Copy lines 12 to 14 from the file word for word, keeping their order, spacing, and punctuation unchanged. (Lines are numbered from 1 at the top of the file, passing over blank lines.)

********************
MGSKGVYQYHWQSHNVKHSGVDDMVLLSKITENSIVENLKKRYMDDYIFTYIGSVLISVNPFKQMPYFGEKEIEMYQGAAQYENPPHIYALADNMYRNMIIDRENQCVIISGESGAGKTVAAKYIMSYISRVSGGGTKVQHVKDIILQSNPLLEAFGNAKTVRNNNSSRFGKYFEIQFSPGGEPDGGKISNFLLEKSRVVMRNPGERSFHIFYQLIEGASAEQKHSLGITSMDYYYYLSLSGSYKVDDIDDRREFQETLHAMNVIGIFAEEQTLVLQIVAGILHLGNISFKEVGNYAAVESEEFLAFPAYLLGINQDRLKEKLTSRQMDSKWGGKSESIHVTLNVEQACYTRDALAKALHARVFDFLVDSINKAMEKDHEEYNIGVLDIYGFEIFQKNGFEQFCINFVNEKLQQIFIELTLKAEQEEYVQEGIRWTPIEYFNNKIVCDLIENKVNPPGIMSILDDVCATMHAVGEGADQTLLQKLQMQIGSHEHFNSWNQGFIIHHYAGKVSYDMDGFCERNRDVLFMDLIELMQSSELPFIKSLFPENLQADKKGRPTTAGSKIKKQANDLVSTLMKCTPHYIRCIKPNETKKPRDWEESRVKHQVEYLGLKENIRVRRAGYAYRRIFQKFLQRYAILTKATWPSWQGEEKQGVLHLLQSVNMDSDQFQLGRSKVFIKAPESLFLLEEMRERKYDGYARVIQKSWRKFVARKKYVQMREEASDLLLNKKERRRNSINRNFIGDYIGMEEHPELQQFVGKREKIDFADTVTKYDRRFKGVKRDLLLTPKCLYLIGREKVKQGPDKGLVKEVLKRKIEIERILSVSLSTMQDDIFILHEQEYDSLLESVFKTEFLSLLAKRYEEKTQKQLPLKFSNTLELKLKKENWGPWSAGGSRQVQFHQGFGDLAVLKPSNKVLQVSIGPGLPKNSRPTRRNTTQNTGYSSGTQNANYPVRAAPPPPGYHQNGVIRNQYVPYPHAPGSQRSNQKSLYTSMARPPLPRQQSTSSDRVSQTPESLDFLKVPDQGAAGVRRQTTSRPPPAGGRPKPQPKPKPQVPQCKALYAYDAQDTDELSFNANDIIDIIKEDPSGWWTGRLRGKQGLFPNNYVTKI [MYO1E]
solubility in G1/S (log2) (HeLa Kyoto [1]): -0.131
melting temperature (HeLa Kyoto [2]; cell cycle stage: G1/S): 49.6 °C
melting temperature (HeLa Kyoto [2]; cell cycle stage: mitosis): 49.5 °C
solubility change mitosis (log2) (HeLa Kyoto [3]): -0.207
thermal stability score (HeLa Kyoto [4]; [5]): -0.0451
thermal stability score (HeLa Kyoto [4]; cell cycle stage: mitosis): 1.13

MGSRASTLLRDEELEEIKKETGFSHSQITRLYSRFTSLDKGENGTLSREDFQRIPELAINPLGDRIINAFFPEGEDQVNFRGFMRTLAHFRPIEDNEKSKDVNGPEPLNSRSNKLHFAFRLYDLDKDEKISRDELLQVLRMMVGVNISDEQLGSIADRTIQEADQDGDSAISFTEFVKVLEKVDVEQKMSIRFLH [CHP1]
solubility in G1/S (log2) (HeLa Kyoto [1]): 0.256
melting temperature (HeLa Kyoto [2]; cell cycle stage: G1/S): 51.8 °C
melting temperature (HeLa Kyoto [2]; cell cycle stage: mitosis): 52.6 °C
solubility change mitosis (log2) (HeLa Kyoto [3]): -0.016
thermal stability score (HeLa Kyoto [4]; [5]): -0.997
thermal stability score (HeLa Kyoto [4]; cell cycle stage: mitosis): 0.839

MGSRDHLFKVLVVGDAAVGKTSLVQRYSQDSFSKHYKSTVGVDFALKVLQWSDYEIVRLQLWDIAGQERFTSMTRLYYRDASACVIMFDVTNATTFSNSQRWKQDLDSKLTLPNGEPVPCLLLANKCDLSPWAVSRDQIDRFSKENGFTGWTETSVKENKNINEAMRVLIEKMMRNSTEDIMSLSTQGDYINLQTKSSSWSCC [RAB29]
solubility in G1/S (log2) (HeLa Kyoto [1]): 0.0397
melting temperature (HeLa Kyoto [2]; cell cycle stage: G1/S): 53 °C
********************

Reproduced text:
solubility change mitosis (log2) (HeLa Kyoto [3]): -0.016
thermal stability score (HeLa Kyoto [4]; [5]): -0.997
thermal stability score (HeLa Kyoto [4]; cell cycle stage: mitosis): 0.839